Course CSE214
Title Data Structures
Credits 3
Course Coordinator

Richard McKenna


An extension of programming methodology to data storage and manipulation on complex data sets. Topics include: programming and applications of data structures; stacks, queues, lists, binary trees, heaps, priority queues, balanced trees and graphs. Recursive programming is heavily utilized. Fundamental sorting and searching algorithms are examined along with informal efficiency comparisons.

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Prerequisite Prerequisite: C or higher in CSE 114
Course Outcomes
  • An ability to program using sophisticated features of object oriented programming.
  • An ability to define and use data types, and use data structures.
  • An understanding of the importance of time and memory efficiency in algorithm design.
  • Michael Main, Data Structures and Other Objects Using Java (Addison Wesley, Third ed. 2006)
  • Stephen Kochan, Programming in C (Sams, Pearson Education, Third ed. 2005.)
  • Supplementary Material: Frank Carrano and Janet Prichard, Data Abstraction and Problem Solving with Java (Addison Wesley, Second ed., 2006).
Major Topics Covered in Course
  • Software Design: Specifications; memory and execution time efficiency; introduction to Big Oh notation; abstract data types and examples; review of object-oriented techniques.
  • Linked Lists: Singly-linked lists; implementation; inserting and removing data; variations: doubly-linked lists, circularly-linked lists; comparison of arrays and linked lists to store general lists.
  • Stacks and Queues: Basic operations of a stack; implementation using an array and a linked list; various stack applications (evaluating postfix, conversion of infix to postfix, etc.). Basic operations of a queue; implementation using an array and a linked list; queue applications (Josephus problem, simulations, Jai Alai).
  • Recursion: Recursion and activation records, backtracking, introduction to dynamic programming, tail recursion.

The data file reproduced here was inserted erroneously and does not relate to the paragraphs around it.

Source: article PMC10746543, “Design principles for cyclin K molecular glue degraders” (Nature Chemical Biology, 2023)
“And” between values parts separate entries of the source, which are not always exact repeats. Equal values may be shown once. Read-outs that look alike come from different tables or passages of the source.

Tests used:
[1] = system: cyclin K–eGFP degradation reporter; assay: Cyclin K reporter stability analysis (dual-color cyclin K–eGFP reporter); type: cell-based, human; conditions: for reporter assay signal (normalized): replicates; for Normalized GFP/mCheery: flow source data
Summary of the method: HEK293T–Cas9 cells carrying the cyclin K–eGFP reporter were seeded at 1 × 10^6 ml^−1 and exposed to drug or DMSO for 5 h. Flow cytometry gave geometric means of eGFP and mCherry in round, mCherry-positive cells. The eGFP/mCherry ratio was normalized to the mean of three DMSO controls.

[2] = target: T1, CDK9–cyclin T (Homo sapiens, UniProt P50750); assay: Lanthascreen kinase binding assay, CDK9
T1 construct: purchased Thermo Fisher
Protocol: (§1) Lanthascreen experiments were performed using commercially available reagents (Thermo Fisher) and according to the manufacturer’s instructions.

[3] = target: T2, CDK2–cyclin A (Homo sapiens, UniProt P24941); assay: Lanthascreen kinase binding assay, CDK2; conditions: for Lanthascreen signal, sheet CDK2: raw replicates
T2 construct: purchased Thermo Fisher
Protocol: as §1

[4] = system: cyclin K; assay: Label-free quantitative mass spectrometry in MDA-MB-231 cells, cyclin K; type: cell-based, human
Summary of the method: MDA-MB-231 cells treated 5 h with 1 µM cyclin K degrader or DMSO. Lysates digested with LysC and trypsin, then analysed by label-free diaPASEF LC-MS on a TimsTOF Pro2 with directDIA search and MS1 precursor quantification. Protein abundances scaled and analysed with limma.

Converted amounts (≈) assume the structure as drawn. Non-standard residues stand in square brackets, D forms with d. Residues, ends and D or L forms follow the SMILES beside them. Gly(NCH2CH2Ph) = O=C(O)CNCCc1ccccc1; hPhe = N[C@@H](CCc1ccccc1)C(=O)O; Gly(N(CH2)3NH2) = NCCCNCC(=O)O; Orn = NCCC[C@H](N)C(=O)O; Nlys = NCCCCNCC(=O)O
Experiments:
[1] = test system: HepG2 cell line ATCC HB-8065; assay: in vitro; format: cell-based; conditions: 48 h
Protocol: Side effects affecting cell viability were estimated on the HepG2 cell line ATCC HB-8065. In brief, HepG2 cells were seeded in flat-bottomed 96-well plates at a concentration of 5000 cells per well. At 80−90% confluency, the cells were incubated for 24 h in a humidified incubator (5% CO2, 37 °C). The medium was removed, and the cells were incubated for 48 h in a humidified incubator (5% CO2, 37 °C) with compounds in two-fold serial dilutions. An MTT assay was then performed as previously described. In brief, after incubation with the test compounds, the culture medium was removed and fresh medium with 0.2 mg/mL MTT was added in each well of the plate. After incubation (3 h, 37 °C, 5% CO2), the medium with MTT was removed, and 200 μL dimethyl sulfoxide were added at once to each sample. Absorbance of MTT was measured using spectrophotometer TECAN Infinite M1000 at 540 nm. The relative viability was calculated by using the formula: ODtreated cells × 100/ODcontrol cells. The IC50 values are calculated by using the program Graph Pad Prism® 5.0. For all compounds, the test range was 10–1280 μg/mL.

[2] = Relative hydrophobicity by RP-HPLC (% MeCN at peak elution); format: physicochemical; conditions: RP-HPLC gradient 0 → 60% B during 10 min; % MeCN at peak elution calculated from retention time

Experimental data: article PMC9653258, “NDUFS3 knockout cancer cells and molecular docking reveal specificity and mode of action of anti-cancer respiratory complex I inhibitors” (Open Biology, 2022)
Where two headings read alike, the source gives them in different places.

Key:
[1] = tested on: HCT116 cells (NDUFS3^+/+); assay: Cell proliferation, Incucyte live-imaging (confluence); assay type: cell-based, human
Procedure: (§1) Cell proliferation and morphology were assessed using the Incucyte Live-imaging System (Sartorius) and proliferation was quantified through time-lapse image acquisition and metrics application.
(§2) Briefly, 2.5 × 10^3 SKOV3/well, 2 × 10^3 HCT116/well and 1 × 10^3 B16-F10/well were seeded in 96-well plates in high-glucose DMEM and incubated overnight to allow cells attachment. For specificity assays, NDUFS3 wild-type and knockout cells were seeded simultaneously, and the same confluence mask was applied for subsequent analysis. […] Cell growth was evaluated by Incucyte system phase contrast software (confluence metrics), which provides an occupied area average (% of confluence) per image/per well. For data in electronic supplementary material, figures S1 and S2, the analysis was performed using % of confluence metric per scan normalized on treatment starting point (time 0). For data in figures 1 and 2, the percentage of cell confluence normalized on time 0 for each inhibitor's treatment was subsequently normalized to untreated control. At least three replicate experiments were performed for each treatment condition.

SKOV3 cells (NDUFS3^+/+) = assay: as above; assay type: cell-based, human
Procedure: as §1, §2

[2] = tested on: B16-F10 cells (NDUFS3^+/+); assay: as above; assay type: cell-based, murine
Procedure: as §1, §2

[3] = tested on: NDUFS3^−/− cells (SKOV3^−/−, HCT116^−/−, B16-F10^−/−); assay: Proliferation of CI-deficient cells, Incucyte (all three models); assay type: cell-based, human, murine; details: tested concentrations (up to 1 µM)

• Binary Trees: Terminology; implementation of trees using nodes; Binary search trees: insertion and removal of data; Tree traversals. Heaps; implementation using arrays; use of a heap as a priority queue.
  • Balanced Trees: B-trees; 2-3-trees; 2-3-4-trees; red-black trees; AVL trees; splay trees; examples.
  • Searching: Sequential and binary search algorithms; hashing and hash tables; time analysis.
  • Sorting: Quadratic sorting algorithms; divide and conquer sorts (quick sort and merge sort); heap sort, time analysis.
  • Introduction to Graphs: Terminology; implementations using arrays and linked nodes; graph traversals.

There are 7-8 programming projects required for the course, typically assigned as follows:

  • Review of Java, definition of an elementary ADT (e.g. polar coordinate, polynomial, etc.) [2 weeks]
  • Program using doubly-linked linked lists built from scratch (e.g. storage of song information for MP3 player, grocery list, etc.) [2 weeks]
  • Program using stacks (e.g. parser for XML), use of Stack ADT from Java API. [1.5 weeks]
  • Program using queues (e.g. simulation of simple discrete system such as an intersection with a traffic light), definition of a subclass of Vector for queues to illustrate inheritance. [1.5 weeks]
  • Program using binary trees and recursion (e.g. Hoffman codes, data storage using a binary search tree, etc.). [2 weeks]
  • Program using hash table to illustrate collision handling and load factor. [1 week]
  • Simple program in C to learn about pointers and memory management. [1 week]
  • More substantial program in C to implement a graph or balanced tree and perform traversals on it. [2 weeks]
Course Webpage